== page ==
I am starting to gather books for my Christmas break reading. I hope to share my reviews when I read them, but if you are looking for some books, consider The World Without Us by journalist Alan Weisman. I have been wanting to read it for a while, but will finally do so over the break. It poses an interesting scenario: if humans stopped existing today, what would happen to the planet? What would nature do? Intriguing concept, I think.
I listened to an Radio West discussion with Alan Weisman tonight. It was very interesting and piqued my interest even more. Check it out.
Also, on the book's website there are some multimedia features that show what the world would look like without us. I think this is an interesting concept. I will let you know what I think.
Monday, December 10, 2007
Friday night, Amelia and I attended Savior of the World, at the Conference Center. A friend called and said he had some extra tickets, so Amelia took him up on them. Well, I must say I didn't think I would enjoy it as much as I did. I knew it must be great since it is almost always sold out, but I was deeply impressed by it.
If you have the opportunity to go, then go. It is sold out this year, but plan on going next year. The acting was great, but more importantly, the way they presented the message was so powerful. It was a wonderful opening to the Christmas season for me. The snow also helped; it was enchanting. I don't think I will ever forget how stunning the temple spires where as the snow fell. The flakes were huge and there was just enough softness to them to be welcoming. Amelia and I had a great time running and sliding all the way to the car.
Friday, December 7, 2007
Small Thing #1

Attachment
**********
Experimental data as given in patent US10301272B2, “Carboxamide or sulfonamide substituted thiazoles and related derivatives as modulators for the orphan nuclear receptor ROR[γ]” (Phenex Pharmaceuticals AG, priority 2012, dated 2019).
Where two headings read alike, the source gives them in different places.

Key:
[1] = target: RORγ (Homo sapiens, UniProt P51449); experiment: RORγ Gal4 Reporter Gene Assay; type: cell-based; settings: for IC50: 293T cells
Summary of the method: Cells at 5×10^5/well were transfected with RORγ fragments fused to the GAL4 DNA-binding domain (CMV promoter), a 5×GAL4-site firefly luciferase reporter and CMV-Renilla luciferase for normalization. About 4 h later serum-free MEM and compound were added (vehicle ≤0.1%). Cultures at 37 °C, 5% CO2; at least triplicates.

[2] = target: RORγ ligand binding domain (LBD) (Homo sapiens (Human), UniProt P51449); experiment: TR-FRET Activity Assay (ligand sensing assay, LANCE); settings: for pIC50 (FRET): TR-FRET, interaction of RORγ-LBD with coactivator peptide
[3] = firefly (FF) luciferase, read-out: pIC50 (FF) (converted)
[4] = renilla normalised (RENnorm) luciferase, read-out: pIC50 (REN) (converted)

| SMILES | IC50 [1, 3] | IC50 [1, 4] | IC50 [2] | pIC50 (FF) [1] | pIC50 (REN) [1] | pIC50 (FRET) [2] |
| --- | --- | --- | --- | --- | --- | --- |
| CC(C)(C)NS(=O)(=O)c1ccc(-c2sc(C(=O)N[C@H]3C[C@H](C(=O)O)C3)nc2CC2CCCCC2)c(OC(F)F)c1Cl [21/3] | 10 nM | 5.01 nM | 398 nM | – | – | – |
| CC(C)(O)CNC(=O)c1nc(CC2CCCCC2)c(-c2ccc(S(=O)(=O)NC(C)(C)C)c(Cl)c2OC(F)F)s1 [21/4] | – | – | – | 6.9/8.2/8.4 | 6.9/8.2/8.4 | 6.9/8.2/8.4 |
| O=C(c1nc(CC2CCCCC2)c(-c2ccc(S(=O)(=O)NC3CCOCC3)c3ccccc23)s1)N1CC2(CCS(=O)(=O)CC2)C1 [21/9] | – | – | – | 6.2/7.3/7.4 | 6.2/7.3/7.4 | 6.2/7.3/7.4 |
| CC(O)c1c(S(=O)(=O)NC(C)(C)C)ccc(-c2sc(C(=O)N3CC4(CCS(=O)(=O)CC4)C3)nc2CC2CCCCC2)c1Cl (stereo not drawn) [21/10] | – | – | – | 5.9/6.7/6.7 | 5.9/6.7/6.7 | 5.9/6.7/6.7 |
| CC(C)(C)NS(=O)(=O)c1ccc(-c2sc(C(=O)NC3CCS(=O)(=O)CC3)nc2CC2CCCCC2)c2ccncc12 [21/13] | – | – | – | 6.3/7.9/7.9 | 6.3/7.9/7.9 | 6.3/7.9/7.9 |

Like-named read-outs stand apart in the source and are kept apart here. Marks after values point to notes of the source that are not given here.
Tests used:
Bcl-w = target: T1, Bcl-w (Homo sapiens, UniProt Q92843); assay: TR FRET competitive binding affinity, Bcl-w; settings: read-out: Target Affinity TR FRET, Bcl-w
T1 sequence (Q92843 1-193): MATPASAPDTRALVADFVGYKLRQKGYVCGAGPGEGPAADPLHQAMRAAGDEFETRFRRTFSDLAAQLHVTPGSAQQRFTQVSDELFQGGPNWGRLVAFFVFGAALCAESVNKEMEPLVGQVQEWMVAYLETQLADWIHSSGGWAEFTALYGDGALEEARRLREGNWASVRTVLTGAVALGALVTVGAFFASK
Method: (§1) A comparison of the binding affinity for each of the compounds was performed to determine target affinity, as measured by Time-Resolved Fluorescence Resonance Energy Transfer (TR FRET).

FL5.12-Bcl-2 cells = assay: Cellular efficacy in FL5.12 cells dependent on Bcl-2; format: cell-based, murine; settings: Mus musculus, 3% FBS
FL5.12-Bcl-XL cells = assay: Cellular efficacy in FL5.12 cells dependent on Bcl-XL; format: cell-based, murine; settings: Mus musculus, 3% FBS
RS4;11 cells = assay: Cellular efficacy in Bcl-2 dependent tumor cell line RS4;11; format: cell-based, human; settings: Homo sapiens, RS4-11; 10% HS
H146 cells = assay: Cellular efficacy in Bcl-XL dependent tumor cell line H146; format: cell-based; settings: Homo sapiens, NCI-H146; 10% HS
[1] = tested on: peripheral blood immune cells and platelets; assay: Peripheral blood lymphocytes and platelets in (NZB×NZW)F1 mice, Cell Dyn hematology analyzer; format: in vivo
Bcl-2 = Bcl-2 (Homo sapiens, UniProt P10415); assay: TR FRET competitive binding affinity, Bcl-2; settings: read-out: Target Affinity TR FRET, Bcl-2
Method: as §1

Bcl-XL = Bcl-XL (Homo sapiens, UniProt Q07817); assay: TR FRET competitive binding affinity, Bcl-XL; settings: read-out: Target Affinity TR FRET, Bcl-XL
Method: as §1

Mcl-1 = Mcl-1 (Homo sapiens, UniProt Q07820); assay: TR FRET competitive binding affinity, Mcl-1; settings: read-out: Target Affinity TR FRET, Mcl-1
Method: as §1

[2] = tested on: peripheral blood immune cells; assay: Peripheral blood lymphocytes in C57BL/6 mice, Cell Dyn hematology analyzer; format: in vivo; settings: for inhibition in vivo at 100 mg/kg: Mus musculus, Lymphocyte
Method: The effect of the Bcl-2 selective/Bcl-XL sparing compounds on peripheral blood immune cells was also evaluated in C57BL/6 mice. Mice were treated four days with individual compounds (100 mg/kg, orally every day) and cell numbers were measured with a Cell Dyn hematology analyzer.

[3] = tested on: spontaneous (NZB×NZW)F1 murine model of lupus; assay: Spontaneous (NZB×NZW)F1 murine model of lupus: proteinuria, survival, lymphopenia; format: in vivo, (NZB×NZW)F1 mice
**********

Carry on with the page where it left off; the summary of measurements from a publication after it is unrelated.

As most of you know, I drive a VW Jetta circa 1991. In the past two weeks, I replaced the windshield, had safety and emissions done, and got new tires. Well, during the safety and emissions testing, the driver's side door handle broke off. Luckily, he advised me to get it fixed. Blessed man. So, I ordered the door handle online that night.
Yesterday, I took my car in for what sounded like some congestion under the hood. Turns out I have a bad water pump. I also have a slight coolant leak and an oil drip. Well, Frank is nice enough to fix the later two under the labor of the first. But, here comes the good part. I wasn't expecting to have my handle in for another few days, but Amelia had been home to Centerville yesterday. As we were coming out of the temple last night she mentions that she has a box for me. I was thrilled. It indeed was my door handle, and now Frank can also fix my door. (By the way, Frank is such a great name for a mechanic.) This will be very convenient since I currently have to open the back door and pop open the front. That small thing made me so happy. Sometimes all we need is a little goodness to keep us wading through the not-so-goodness.
Small Thing #2
This little drawing made me laugh. My friend Amy Morris sent me to a blog that had this joke. Amy has the amazing ability of finding the coolest blogs out there. Thanks Amy.
For those of you who don't know, the Grover Family has this often-criticized fetish for orange circus peanuts. We grew up eating them, and we still love them. Most of the in-laws and other friends love to tease us about our unusual taste for them. But don't worry, we are passing the tradition on to the little ones. I had to laugh at myself and all the Grovers when I saw this--
So the small orange goodness that I love despite any criticism and the small laugh-at-yourself moment you take for liking something that seems to resemble packing peanuts makes for a wonderful Friday.
Monday, December 3, 2007
For those of you who don't know, I used to have the biggest crush on Andrew McCarthy and I love him in the 80s classic Pretty in Pink. If you haven't seen it--see it, this weekend! But, one of the signature songs from that movie is "If You Leave" by OMD. Well, the point of this post is not to rave about my old crush, but to say that a group known as Nada Surf has done a great remake of the OMD classic. Check it out after you watch Pretty in Pink.